For the past five years, Casebeer has been taking notes.
The Phoenix artist (who goes by her last name only) went to school for creative writing and says she started painting and collaging when she had a bad case of writer's block. But for the past few years, the words have started to come back.
She calls her process "The Sentence Camera," which has been a five-year project/habit of writing down bits of overheard dialogue on her arm in Sharpie marker.
"It began at a party in an art studio my friend and I had painted into a life-size, vintage, Fisher-Price house," she writes. "Everyone there was wearing helmets. It was another curious landscape in life, and I had decided to shut up for once and write down selected sentences overheard from the gathering. My idea was to take these "snapshots" of the language of that night."
She says people seemed to get nervous when she wrote down what they were saying in a notebook, and that for whatever reason, writing words down on her arms became less threatening. (And, yes, though she's run the idea by Sharpie, the company doesn't recommend writing on your arm for five years.)
Last summer, Casebeer talked to fellow artists Melanie and Michelle Craven, who own Tilt Gallery, a photography-focused space in Scottsdale, about her project. The Cravens were interested and offered her a solo exhibition. Though putting together that much work is something she hadn't done in a few years, Casebeer says, this exhibition came together in one of the most natural and cohesive ways.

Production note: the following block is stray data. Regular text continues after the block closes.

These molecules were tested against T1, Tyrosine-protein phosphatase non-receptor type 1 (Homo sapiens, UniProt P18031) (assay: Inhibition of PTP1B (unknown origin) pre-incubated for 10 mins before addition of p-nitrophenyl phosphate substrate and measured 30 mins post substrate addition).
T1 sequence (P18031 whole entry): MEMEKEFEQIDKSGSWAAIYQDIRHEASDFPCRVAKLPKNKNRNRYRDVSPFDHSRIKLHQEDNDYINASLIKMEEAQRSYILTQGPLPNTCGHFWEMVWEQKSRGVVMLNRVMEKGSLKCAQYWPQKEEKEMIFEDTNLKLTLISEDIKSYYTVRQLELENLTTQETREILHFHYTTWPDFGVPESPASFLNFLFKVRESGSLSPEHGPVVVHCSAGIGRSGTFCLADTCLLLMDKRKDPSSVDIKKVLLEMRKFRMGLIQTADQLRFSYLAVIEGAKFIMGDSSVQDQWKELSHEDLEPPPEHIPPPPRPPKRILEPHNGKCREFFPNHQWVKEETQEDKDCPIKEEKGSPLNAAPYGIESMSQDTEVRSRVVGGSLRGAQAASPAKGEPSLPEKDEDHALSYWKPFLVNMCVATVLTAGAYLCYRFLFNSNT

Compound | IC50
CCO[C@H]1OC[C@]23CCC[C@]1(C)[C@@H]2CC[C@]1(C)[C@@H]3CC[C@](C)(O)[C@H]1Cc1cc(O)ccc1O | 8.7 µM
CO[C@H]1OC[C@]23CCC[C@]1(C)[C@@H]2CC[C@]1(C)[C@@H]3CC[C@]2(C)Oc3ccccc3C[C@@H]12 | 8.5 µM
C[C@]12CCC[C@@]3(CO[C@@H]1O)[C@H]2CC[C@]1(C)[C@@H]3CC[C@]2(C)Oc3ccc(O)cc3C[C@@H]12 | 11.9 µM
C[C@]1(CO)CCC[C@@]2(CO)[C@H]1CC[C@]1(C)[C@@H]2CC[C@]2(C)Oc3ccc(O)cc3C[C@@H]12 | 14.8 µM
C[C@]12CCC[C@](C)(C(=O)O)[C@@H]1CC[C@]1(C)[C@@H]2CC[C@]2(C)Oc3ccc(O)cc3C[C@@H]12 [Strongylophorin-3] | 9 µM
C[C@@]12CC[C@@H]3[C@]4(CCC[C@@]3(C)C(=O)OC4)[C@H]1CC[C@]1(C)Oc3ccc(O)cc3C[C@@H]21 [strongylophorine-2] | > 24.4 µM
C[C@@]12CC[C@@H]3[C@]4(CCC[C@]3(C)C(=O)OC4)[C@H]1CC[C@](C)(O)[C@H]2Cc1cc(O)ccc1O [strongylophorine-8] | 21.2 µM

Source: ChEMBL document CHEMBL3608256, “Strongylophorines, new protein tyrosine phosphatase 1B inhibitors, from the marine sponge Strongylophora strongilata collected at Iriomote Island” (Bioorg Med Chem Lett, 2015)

Casebeer, in addition to writing sentences on her arm, would transcribe those sentences in a notebook and would often photograph her arms -- not thinking about a long-term art project, she says, but more as a practice in capturing her interactions with people and her experiences with friends.
The result is a massive installation of words Casebeer has taken from her Sentence Camera and scrawled on paper that covers the gallery's walls, as well as text-based paintings, and photographs she took along the way.
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What's most interesting, she notes, is how the words interact. The sentences were compiled in random order, from countless sources who are friends and strangers -- but the words all seem to fit together.
"Casebeer clearly expresses her passion for the meaningful coincidence of unrelated phrases," write the Cravens. "This is evident as she remarkably weaves together personal dialog and documentary photography ... As these groups of words begin to layer on her skin then the otherwise unrelated phrases become meaningful in relationship to one another."
The opening of "The Sentence Camera" is 7 to 9 p.m. today at Tilt Gallery in Scottsdale and will be on view through April 30. For more info, check out the Tilt Gallery website.